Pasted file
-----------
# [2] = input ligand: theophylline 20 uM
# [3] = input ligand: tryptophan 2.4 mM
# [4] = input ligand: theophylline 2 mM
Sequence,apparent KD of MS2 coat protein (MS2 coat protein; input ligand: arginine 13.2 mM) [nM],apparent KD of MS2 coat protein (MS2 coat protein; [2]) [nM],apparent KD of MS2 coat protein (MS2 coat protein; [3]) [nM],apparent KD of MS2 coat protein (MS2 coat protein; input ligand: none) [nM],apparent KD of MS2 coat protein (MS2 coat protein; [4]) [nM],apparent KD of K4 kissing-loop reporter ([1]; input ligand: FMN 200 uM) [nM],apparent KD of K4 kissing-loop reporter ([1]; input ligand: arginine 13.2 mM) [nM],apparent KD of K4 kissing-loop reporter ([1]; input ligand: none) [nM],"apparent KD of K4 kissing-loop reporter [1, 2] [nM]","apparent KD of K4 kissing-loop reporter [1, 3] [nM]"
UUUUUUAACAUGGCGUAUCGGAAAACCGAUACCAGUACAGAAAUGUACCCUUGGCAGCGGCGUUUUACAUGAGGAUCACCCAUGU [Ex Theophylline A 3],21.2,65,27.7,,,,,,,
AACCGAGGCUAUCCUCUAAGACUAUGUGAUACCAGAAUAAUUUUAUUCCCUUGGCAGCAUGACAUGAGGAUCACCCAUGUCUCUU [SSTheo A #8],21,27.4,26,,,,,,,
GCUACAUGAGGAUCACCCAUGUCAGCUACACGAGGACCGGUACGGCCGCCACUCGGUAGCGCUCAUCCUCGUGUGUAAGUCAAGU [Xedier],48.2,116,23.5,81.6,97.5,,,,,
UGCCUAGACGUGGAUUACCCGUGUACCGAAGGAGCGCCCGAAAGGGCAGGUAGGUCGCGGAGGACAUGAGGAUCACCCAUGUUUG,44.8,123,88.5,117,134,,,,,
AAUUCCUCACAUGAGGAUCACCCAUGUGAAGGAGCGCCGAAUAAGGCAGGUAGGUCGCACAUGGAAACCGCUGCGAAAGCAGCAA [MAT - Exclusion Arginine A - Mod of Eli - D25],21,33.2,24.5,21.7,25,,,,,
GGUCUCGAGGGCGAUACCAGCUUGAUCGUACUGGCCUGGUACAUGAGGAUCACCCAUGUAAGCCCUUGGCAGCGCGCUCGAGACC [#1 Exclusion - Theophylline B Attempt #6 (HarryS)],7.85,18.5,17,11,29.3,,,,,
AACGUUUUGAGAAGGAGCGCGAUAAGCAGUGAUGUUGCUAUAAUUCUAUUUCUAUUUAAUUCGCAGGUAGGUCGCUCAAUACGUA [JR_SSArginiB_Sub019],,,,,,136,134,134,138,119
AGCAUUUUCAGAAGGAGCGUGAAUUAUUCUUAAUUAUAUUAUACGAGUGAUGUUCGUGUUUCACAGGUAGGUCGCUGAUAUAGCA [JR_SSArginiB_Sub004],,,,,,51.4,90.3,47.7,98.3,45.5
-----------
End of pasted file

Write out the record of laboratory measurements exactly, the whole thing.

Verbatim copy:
# [2] = input ligand: theophylline 20 uM
# [3] = input ligand: tryptophan 2.4 mM
# [4] = input ligand: theophylline 2 mM
Sequence,apparent KD of MS2 coat protein (MS2 coat protein; input ligand: arginine 13.2 mM) [nM],apparent KD of MS2 coat protein (MS2 coat protein; [2]) [nM],apparent KD of MS2 coat protein (MS2 coat protein; [3]) [nM],apparent KD of MS2 coat protein (MS2 coat protein; input ligand: none) [nM],apparent KD of MS2 coat protein (MS2 coat protein; [4]) [nM],apparent KD of K4 kissing-loop reporter ([1]; input ligand: FMN 200 uM) [nM],apparent KD of K4 kissing-loop reporter ([1]; input ligand: arginine 13.2 mM) [nM],apparent KD of K4 kissing-loop reporter ([1]; input ligand: none) [nM],"apparent KD of K4 kissing-loop reporter [1, 2] [nM]","apparent KD of K4 kissing-loop reporter [1, 3] [nM]"
UUUUUUAACAUGGCGUAUCGGAAAACCGAUACCAGUACAGAAAUGUACCCUUGGCAGCGGCGUUUUACAUGAGGAUCACCCAUGU [Ex Theophylline A 3],21.2,65,27.7,,,,,,,
AACCGAGGCUAUCCUCUAAGACUAUGUGAUACCAGAAUAAUUUUAUUCCCUUGGCAGCAUGACAUGAGGAUCACCCAUGUCUCUU [SSTheo A #8],21,27.4,26,,,,,,,
GCUACAUGAGGAUCACCCAUGUCAGCUACACGAGGACCGGUACGGCCGCCACUCGGUAGCGCUCAUCCUCGUGUGUAAGUCAAGU [Xedier],48.2,116,23.5,81.6,97.5,,,,,
UGCCUAGACGUGGAUUACCCGUGUACCGAAGGAGCGCCCGAAAGGGCAGGUAGGUCGCGGAGGACAUGAGGAUCACCCAUGUUUG,44.8,123,88.5,117,134,,,,,
AAUUCCUCACAUGAGGAUCACCCAUGUGAAGGAGCGCCGAAUAAGGCAGGUAGGUCGCACAUGGAAACCGCUGCGAAAGCAGCAA [MAT - Exclusion Arginine A - Mod of Eli - D25],21,33.2,24.5,21.7,25,,,,,
GGUCUCGAGGGCGAUACCAGCUUGAUCGUACUGGCCUGGUACAUGAGGAUCACCCAUGUAAGCCCUUGGCAGCGCGCUCGAGACC [#1 Exclusion - Theophylline B Attempt #6 (HarryS)],7.85,18.5,17,11,29.3,,,,,
AACGUUUUGAGAAGGAGCGCGAUAAGCAGUGAUGUUGCUAUAAUUCUAUUUCUAUUUAAUUCGCAGGUAGGUCGCUCAAUACGUA [JR_SSArginiB_Sub019],,,,,,136,134,134,138,119
AGCAUUUUCAGAAGGAGCGUGAAUUAUUCUUAAUUAUAUUAUACGAGUGAUGUUCGUGUUUCACAGGUAGGUCGCUGAUAUAGCA [JR_SSArginiB_Sub004],,,,,,51.4,90.3,47.7,98.3,45.5